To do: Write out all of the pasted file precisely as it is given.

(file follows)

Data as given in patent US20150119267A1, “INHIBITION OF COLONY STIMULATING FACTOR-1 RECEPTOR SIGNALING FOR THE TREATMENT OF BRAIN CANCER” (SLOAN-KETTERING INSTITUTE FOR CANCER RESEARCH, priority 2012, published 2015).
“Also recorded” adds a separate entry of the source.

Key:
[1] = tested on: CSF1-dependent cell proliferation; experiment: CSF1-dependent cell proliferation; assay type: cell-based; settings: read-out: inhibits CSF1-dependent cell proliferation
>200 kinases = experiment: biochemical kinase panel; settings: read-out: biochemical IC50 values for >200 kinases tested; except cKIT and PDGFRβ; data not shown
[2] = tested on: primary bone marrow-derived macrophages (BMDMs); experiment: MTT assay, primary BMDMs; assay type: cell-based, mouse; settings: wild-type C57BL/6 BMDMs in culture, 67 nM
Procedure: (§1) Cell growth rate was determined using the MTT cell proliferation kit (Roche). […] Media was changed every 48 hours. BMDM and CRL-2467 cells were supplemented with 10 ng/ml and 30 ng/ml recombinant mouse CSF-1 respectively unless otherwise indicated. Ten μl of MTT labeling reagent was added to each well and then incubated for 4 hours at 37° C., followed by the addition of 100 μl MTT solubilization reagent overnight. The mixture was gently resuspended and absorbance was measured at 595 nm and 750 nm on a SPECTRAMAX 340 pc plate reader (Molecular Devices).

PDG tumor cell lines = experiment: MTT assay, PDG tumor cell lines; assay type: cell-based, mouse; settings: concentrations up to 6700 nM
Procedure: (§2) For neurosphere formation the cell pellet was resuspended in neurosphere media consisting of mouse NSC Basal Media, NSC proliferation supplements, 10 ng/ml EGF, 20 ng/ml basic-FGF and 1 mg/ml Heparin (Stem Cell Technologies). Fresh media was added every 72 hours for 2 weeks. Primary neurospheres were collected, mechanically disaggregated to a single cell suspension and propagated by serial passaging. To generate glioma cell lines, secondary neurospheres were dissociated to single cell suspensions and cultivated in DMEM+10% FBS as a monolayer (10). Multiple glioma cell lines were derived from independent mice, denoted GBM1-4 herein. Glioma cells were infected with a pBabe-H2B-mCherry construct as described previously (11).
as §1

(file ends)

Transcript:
Data as given in patent US20150119267A1, “INHIBITION OF COLONY STIMULATING FACTOR-1 RECEPTOR SIGNALING FOR THE TREATMENT OF BRAIN CANCER” (SLOAN-KETTERING INSTITUTE FOR CANCER RESEARCH, priority 2012, published 2015).
“Also recorded” adds a separate entry of the source.

Key:
[1] = tested on: CSF1-dependent cell proliferation; experiment: CSF1-dependent cell proliferation; assay type: cell-based; settings: read-out: inhibits CSF1-dependent cell proliferation
>200 kinases = experiment: biochemical kinase panel; settings: read-out: biochemical IC50 values for >200 kinases tested; except cKIT and PDGFRβ; data not shown
[2] = tested on: primary bone marrow-derived macrophages (BMDMs); experiment: MTT assay, primary BMDMs; assay type: cell-based, mouse; settings: wild-type C57BL/6 BMDMs in culture, 67 nM
Procedure: (§1) Cell growth rate was determined using the MTT cell proliferation kit (Roche). […] Media was changed every 48 hours. BMDM and CRL-2467 cells were supplemented with 10 ng/ml and 30 ng/ml recombinant mouse CSF-1 respectively unless otherwise indicated. Ten μl of MTT labeling reagent was added to each well and then incubated for 4 hours at 37° C., followed by the addition of 100 μl MTT solubilization reagent overnight. The mixture was gently resuspended and absorbance was measured at 595 nm and 750 nm on a SPECTRAMAX 340 pc plate reader (Molecular Devices).

PDG tumor cell lines = experiment: MTT assay, PDG tumor cell lines; assay type: cell-based, mouse; settings: concentrations up to 6700 nM
Procedure: (§2) For neurosphere formation the cell pellet was resuspended in neurosphere media consisting of mouse NSC Basal Media, NSC proliferation supplements, 10 ng/ml EGF, 20 ng/ml basic-FGF and 1 mg/ml Heparin (Stem Cell Technologies). Fresh media was added every 72 hours for 2 weeks. Primary neurospheres were collected, mechanically disaggregated to a single cell suspension and propagated by serial passaging. To generate glioma cell lines, secondary neurospheres were dissociated to single cell suspensions and cultivated in DMEM+10% FBS as a monolayer (10). Multiple glioma cell lines were derived from independent mice, denoted GBM1-4 herein. Glioma cells were infected with a pBabe-H2B-mCherry construct as described previously (11).
as §1